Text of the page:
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Simmel v. New Jersey Coop Co.

Decided: June 27, 1958.

WILLIAM ARTHUR SIMMEL, AN INFANT BY WILLIAM HERMAN SIMMEL, HIS GUARDIAN AD LITEM, AND WILLIAM HERMAN SIMMEL, INDIVIDUALLY, PLAINTIFFS-RESPONDENTS, AND WILLIAM HERMAN SIMMEL, INDIVIDUALLY, CROSS-APPELLANT,
v.
NEW JERSEY COOP COMPANY, A CORPORATION OF THE STATE OF NEW JERSEY, DEFENDANT-APPELLANT, CROSS-RESPONDENT



On appeal from Superior Court, Appellate Division, whose opinion is reported in 47 N.J. Super. 509.

For reversal -- Chief Justice Weintraub, and Justices Heher, Burling, Francis and Proctor. For affirmance -- Justice Wachenfeld. The opinion of the court was delivered by Burling, J.

Burling

This is an action commenced in the Superior Court, Law Division, to recover damages for personal injury resulting from the alleged negligent maintenance of a dangerous condition upon defendant's premises. The defendant denied maintenance of the condition, asserting as a defense that the condition was created by third persons without defendant's consent or knowledge. The jury returned a verdict in the amount of $20,000 in favor of the infant plaintiff, William Arthur Simmel, and in favor of the plaintiff father, William Herman Simmel, in the amount of $7,500. The defendant, New Jersey Coop Company, appealed to the Superior Court, Appellate Division. That court affirmed the verdict in favor of the infant plaintiff and reduced the verdict in favor of his father from $7,500 to $1,602.30, the latter representing the amount of proven medical expenses. 47 N.J. Super. 509 (1957).

Thereafter the defendant's petition for certification and the plaintiff father's cross-petition for certification were granted by this court. 26 N.J. 168 (1958).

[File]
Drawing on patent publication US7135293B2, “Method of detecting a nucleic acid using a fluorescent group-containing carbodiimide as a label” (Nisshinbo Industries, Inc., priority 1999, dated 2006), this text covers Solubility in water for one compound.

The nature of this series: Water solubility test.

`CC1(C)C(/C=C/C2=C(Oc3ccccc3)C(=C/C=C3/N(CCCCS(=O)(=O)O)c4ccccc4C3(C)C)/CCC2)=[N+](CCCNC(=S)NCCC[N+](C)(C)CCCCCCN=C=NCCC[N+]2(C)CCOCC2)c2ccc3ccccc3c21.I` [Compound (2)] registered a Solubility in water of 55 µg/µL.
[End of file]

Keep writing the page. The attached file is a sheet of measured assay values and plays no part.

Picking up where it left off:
On December 13, 1954 the infant plaintiff, then four years of age, wandered onto an unenclosed vacant lot on the corner of Sixth and Jackson Streets, in the City of Hoboken, New Jersey. He stumbled on some junk which was on fire on the premises and was burned. The plaintiffs resided in a large housing project located across the street from the lot which contained an estimated 700 families and 1,000 children.

The defendant, the owner of the lot, is engaged in the business of assembling and renting chicken coops. The defendant

had closed title to the lot on November 22, 1954 and was engaged in the process of relocating its business from its old premises, several blocks away, to a building adjacent to the site in question on the date the injury occurred. The defendant did not actually commence operations at its new location until some 13 days after the event.

There was testimony that the vacant lot had been used as a dump for rubbish and debris for some time prior to December 13, 1954 and that its potential dangers were recognized by the residents of the neighborhood. It was said that men working in dump trucks of the Department of Public Works of Hoboken deposited rubbish and debris on the premises "every day." There was further testimony that there were fires on the premises "every day" or "practically every day" and that children were constantly playing there or cutting across the lot on their way to school. The fires were sometimes started by the men who dumped the rubbish onto the lot and sometimes by children. It was stipulated at the trial that:

"* * * there is no contention that the fire which was involved here was set by the defendant or any of its employees, agents or servants."